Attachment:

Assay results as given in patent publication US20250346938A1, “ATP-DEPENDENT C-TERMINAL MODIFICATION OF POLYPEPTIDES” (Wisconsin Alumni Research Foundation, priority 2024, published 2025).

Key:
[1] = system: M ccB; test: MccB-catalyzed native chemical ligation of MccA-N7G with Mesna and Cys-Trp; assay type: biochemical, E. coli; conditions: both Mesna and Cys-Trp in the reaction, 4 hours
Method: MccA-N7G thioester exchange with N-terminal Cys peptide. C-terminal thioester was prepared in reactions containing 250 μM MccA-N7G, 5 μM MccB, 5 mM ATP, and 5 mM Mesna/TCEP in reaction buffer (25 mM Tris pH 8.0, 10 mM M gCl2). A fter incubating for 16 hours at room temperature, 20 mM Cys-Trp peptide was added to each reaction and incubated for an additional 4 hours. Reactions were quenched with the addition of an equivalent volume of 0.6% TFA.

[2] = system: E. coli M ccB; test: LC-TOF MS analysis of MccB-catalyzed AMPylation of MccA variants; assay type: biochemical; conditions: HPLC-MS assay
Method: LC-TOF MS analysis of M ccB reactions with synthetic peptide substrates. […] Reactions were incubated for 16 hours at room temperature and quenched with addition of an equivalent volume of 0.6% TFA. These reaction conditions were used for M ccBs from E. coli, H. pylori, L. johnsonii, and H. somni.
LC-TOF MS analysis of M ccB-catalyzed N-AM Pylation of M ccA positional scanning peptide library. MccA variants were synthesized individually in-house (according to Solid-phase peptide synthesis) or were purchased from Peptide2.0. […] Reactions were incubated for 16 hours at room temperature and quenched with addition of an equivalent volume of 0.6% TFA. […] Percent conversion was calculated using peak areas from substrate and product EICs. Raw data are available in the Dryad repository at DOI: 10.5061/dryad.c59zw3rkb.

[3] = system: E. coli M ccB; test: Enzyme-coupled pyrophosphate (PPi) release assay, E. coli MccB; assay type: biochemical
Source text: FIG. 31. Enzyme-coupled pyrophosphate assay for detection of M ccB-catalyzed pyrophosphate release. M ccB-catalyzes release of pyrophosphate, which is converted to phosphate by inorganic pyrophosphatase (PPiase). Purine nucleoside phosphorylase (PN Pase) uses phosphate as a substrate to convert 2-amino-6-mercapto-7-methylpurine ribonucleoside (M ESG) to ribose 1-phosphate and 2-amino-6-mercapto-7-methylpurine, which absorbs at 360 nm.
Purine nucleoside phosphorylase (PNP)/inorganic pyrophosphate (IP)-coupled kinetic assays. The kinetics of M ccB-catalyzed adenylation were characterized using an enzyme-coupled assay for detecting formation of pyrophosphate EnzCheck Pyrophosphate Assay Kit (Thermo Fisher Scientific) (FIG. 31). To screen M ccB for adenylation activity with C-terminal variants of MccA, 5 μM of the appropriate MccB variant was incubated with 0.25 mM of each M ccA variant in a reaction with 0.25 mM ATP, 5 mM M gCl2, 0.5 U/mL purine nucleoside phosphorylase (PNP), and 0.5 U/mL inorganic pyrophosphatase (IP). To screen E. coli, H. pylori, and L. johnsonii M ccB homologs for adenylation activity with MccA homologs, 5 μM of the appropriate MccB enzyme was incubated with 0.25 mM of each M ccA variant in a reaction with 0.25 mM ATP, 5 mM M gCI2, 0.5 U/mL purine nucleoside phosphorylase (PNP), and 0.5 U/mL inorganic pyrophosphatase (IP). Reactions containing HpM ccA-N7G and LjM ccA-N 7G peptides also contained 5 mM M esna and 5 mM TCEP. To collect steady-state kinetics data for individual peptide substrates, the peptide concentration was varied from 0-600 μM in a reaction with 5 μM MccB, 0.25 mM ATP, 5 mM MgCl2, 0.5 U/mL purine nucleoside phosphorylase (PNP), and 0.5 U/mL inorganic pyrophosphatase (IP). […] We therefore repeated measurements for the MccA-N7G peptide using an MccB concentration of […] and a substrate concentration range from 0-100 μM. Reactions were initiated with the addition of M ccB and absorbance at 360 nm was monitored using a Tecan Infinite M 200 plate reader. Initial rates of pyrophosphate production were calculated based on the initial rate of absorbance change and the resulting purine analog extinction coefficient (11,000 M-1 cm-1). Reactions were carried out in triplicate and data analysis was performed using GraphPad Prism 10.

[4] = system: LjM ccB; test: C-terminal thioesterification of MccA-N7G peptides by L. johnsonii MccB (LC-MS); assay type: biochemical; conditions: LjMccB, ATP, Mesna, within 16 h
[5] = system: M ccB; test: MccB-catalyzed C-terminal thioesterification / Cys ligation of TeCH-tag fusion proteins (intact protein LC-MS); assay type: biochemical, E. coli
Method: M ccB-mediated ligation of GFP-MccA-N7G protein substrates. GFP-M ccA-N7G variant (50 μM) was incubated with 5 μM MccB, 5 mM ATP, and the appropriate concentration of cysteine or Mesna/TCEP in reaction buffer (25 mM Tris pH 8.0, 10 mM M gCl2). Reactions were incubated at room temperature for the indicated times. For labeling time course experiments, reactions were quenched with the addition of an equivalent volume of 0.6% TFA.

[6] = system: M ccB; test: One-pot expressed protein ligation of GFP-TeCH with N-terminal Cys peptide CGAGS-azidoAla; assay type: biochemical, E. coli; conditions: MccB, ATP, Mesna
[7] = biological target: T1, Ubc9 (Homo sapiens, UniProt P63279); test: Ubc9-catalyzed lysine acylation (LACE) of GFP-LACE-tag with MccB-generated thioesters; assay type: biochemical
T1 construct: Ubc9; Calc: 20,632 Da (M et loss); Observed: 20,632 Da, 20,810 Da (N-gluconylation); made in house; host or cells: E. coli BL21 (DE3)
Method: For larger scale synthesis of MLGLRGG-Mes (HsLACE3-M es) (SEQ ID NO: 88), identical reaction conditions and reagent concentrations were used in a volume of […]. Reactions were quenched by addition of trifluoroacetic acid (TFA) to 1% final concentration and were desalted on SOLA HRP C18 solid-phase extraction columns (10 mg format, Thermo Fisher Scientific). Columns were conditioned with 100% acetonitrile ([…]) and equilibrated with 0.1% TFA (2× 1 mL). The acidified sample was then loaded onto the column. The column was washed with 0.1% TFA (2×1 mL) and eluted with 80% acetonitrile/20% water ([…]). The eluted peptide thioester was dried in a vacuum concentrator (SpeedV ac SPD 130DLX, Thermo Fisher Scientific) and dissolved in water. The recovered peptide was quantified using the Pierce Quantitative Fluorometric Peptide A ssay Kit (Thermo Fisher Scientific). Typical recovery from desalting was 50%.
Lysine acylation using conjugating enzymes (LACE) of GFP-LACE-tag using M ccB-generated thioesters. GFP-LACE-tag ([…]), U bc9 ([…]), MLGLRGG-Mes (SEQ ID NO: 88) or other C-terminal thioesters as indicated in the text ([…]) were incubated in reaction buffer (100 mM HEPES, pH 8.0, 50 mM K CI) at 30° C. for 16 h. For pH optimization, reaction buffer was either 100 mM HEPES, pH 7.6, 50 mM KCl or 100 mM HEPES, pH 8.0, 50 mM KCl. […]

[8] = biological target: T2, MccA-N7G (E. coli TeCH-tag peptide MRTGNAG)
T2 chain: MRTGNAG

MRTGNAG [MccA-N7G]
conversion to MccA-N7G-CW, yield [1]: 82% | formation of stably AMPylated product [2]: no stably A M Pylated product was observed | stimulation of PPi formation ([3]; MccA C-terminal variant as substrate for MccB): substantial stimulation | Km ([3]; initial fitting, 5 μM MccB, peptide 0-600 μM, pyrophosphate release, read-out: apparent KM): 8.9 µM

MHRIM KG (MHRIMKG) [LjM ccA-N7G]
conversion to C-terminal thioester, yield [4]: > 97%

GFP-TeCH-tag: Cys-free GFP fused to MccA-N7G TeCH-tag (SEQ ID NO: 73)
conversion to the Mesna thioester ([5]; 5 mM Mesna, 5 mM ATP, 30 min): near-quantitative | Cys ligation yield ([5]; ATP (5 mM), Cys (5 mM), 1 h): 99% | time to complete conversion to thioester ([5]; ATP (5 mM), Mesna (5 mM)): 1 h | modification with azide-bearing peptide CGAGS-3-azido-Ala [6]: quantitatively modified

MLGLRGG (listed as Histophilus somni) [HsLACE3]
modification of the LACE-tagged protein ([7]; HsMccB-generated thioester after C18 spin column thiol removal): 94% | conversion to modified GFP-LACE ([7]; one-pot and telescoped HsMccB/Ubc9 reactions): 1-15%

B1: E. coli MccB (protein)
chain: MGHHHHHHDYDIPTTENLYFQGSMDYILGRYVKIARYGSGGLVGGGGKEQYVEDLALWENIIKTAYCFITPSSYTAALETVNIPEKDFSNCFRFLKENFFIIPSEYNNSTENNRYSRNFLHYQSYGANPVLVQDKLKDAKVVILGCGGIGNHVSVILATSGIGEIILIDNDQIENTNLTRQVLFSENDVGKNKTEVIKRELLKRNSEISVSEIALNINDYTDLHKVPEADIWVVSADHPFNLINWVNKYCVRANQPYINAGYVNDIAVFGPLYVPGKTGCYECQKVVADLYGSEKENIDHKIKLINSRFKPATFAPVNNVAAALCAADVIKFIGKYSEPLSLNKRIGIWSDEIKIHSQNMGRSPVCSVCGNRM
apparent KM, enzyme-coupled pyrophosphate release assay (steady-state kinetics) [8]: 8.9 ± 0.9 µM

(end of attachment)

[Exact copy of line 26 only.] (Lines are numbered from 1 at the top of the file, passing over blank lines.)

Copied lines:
conversion to the Mesna thioester ([5]; 5 mM Mesna, 5 mM ATP, 30 min): near-quantitative | Cys ligation yield ([5]; ATP (5 mM), Cys (5 mM), 1 h): 99% | time to complete conversion to thioester ([5]; ATP (5 mM), Mesna (5 mM)): 1 h | modification with azide-bearing peptide CGAGS-3-azido-Ala [6]: quantitatively modified